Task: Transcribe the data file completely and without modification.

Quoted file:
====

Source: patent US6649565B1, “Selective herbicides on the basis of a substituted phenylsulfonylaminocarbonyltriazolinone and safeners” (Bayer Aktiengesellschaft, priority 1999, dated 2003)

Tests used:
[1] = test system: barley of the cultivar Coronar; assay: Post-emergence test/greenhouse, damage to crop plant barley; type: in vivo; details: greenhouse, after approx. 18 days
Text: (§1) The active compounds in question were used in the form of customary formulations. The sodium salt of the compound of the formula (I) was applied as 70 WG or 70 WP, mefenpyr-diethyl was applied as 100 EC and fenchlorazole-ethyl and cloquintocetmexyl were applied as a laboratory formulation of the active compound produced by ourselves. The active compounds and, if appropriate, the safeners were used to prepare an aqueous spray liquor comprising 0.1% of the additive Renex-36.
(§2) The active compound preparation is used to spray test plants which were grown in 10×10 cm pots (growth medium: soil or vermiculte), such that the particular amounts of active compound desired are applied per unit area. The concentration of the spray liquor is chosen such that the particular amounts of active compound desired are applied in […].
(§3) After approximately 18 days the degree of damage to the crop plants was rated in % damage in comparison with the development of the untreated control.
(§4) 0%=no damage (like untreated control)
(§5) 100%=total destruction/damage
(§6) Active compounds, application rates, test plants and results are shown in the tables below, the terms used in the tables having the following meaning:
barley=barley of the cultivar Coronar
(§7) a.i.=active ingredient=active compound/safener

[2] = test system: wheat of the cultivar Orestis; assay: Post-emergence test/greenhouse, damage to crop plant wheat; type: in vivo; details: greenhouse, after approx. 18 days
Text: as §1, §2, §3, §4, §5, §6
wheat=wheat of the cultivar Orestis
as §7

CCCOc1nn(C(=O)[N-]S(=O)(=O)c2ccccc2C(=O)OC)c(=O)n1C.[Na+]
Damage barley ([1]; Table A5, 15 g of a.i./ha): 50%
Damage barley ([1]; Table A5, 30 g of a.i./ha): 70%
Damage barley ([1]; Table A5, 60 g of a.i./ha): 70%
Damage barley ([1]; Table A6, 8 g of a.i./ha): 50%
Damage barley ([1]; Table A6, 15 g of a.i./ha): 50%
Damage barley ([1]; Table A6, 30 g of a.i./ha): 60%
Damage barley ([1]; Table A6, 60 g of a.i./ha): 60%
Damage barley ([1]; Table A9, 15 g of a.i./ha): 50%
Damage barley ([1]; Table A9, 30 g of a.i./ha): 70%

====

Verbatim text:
Source: patent US6649565B1, “Selective herbicides on the basis of a substituted phenylsulfonylaminocarbonyltriazolinone and safeners” (Bayer Aktiengesellschaft, priority 1999, dated 2003)

Tests used:
[1] = test system: barley of the cultivar Coronar; assay: Post-emergence test/greenhouse, damage to crop plant barley; type: in vivo; details: greenhouse, after approx. 18 days
Text: (§1) The active compounds in question were used in the form of customary formulations. The sodium salt of the compound of the formula (I) was applied as 70 WG or 70 WP, mefenpyr-diethyl was applied as 100 EC and fenchlorazole-ethyl and cloquintocetmexyl were applied as a laboratory formulation of the active compound produced by ourselves. The active compounds and, if appropriate, the safeners were used to prepare an aqueous spray liquor comprising 0.1% of the additive Renex-36.
(§2) The active compound preparation is used to spray test plants which were grown in 10×10 cm pots (growth medium: soil or vermiculte), such that the particular amounts of active compound desired are applied per unit area. The concentration of the spray liquor is chosen such that the particular amounts of active compound desired are applied in […].
(§3) After approximately 18 days the degree of damage to the crop plants was rated in % damage in comparison with the development of the untreated control.
(§4) 0%=no damage (like untreated control)
(§5) 100%=total destruction/damage
(§6) Active compounds, application rates, test plants and results are shown in the tables below, the terms used in the tables having the following meaning:
barley=barley of the cultivar Coronar
(§7) a.i.=active ingredient=active compound/safener

[2] = test system: wheat of the cultivar Orestis; assay: Post-emergence test/greenhouse, damage to crop plant wheat; type: in vivo; details: greenhouse, after approx. 18 days
Text: as §1, §2, §3, §4, §5, §6
wheat=wheat of the cultivar Orestis
as §7

CCCOc1nn(C(=O)[N-]S(=O)(=O)c2ccccc2C(=O)OC)c(=O)n1C.[Na+]
Damage barley ([1]; Table A5, 15 g of a.i./ha): 50%
Damage barley ([1]; Table A5, 30 g of a.i./ha): 70%
Damage barley ([1]; Table A5, 60 g of a.i./ha): 70%
Damage barley ([1]; Table A6, 8 g of a.i./ha): 50%
Damage barley ([1]; Table A6, 15 g of a.i./ha): 50%
Damage barley ([1]; Table A6, 30 g of a.i./ha): 60%
Damage barley ([1]; Table A6, 60 g of a.i./ha): 60%
Damage barley ([1]; Table A9, 15 g of a.i./ha): 50%
Damage barley ([1]; Table A9, 30 g of a.i./ha): 70%